I can't tell you how glad I am that I attended chemo class today. I am in a much better frame of mind now.

The "class" began with blood work, then the lovely Jessica, my oncologist's assistant, told me what my particular treatment will entail. The nurse will insert an IV and give me anti-nausea medicine before two chemo drugs are administered. The first takes about 10 minutes and the second takes about an hour. The whole thing takes about two-and-a-half hours, rather than the much longer time I was expecting.

I will be able to make the half-hour drive to and from the treatments myself. Since they don't know how I'll respond to the drug, they want someone to be with me for the first visit in case they have to give me something that may make me drowsy.

Chemo can't distinguish between good cells and cancer cells and has a nasty habit of killing them both. White blood cells are particularly vulnerable, so I have to go back the following day for a shot that will boost my white cell count.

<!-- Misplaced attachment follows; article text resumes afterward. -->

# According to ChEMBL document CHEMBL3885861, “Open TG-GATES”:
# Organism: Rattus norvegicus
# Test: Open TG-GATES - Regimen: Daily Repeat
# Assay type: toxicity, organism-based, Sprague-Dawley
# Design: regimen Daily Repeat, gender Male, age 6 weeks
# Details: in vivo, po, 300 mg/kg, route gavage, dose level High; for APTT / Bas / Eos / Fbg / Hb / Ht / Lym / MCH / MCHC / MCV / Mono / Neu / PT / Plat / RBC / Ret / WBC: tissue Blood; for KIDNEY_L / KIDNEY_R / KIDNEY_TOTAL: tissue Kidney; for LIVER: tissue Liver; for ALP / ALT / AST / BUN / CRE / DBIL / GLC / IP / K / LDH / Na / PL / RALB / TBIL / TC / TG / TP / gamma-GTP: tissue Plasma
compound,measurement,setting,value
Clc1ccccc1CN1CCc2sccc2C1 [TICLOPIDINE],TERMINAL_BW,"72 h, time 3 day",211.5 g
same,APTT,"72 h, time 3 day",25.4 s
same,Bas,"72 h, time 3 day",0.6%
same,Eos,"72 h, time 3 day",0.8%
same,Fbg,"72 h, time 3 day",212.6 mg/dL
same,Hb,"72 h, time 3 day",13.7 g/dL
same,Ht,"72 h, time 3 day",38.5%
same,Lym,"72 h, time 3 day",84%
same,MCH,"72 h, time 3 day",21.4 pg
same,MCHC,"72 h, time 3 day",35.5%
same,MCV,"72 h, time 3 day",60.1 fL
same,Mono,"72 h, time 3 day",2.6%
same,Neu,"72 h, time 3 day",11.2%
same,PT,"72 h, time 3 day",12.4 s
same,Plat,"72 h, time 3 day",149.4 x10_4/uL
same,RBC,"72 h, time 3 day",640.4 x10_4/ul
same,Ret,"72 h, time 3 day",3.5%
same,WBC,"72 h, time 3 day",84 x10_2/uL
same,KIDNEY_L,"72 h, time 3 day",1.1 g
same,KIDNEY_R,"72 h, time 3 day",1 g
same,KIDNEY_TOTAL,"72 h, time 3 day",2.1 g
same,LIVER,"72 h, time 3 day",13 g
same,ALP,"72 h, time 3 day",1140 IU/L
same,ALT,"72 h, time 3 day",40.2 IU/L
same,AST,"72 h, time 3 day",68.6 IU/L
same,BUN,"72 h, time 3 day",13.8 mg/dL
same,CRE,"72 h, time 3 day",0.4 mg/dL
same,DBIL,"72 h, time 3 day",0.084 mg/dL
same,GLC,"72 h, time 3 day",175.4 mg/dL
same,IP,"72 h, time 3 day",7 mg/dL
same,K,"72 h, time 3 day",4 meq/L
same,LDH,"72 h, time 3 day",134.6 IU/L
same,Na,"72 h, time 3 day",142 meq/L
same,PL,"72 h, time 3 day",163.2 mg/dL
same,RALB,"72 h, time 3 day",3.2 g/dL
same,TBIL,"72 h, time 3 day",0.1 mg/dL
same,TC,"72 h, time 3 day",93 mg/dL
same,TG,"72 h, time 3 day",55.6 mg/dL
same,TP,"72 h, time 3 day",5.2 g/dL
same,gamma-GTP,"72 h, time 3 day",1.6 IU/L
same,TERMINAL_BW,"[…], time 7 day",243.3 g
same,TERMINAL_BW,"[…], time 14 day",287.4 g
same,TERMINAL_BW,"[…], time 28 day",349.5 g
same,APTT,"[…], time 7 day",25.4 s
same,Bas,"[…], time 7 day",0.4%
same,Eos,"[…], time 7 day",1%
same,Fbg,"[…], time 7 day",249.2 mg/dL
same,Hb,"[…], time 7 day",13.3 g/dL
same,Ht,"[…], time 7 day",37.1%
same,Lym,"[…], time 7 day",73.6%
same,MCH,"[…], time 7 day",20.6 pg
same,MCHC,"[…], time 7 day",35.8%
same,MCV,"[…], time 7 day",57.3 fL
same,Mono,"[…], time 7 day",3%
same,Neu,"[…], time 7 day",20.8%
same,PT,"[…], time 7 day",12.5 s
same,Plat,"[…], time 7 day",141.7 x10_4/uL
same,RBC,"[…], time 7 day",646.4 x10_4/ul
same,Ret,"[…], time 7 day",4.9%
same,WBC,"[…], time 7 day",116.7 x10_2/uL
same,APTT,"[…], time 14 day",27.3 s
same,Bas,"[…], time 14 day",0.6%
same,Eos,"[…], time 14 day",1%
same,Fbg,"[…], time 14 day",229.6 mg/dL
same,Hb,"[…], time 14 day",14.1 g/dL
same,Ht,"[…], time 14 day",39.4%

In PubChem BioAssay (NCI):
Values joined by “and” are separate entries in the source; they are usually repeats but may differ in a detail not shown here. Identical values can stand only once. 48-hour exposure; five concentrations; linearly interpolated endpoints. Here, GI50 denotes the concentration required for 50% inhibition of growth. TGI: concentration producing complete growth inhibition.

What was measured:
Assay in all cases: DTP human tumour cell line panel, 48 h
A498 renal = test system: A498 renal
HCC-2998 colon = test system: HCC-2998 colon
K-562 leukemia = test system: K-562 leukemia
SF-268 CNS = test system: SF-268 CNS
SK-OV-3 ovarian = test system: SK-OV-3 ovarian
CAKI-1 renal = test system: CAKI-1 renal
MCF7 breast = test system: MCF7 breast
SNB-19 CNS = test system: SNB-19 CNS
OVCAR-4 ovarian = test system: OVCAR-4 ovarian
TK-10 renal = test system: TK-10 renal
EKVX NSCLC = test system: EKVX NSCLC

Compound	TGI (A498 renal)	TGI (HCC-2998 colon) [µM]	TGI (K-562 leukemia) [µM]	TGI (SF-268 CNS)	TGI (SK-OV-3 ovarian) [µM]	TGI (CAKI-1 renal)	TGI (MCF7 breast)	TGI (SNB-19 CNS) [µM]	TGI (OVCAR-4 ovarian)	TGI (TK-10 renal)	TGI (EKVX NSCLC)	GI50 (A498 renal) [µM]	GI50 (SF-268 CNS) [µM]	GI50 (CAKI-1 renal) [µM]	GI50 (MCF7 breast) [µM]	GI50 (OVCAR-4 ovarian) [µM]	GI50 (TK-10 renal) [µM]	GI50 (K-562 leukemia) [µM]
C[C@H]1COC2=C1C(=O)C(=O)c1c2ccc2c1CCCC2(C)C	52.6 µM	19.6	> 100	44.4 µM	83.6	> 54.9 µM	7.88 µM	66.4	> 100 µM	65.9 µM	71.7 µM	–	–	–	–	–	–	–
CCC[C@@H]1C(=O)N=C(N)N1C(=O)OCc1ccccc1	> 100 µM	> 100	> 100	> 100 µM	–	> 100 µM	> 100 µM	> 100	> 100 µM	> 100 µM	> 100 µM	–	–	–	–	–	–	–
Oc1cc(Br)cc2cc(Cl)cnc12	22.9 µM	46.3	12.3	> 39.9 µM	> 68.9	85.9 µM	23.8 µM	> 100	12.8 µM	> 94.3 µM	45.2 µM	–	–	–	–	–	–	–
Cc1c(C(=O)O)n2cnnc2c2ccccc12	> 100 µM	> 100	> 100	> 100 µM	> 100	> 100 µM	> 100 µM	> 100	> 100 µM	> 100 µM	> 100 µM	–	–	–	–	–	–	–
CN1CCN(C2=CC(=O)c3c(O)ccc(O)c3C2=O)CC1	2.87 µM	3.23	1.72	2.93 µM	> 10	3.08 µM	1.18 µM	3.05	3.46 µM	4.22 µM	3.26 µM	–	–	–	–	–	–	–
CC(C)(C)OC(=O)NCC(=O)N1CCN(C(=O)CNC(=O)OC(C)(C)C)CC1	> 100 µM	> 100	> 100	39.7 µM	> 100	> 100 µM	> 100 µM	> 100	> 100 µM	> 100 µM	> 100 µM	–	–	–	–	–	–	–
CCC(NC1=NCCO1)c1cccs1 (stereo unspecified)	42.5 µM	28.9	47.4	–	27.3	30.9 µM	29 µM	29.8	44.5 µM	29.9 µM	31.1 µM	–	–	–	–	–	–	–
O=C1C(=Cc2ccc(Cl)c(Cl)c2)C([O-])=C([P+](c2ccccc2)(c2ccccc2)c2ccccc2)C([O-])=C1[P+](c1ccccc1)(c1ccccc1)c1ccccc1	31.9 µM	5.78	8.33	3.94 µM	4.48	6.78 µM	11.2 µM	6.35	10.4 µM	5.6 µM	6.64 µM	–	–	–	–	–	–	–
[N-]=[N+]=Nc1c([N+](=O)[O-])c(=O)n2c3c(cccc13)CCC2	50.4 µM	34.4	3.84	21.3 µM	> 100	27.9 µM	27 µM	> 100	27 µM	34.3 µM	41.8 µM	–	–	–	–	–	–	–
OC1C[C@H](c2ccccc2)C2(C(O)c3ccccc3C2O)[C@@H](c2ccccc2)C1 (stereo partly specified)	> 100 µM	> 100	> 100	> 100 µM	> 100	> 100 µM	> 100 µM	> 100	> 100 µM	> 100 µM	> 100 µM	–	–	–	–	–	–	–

Jessica said I will definitely lose my hair (sob), my nails may become brittle and I may get mouth sores. Any nausea I may experience can be controlled with a prescription she has already sent to my pharmacy. She said I will be probably be a little more tired than usual for a day or two.

I am to call right away if I have a fever above 101.4, if nausea is worse than expected or if I get dehydrated. I must increase my water intake, and I am not a water drinker. I mean, I wasn't a water drinker.

After Jessica talked to me I got a B-12 shot and then met with Sara, who gave me the bad news about the cost. I'm amazed that I survived that part of the class! Each of my four treatments will cost about $10,000! Ten grand! My insurance will cover a big part of it, however, and Sara told me about some options to help with the rest so I could breathe again.

The class ended with a trip down the hall to the Chemo Room, where there is a row of recliners and their accompanying IV stands. It looked pretty boring, but hey, they have free wifi.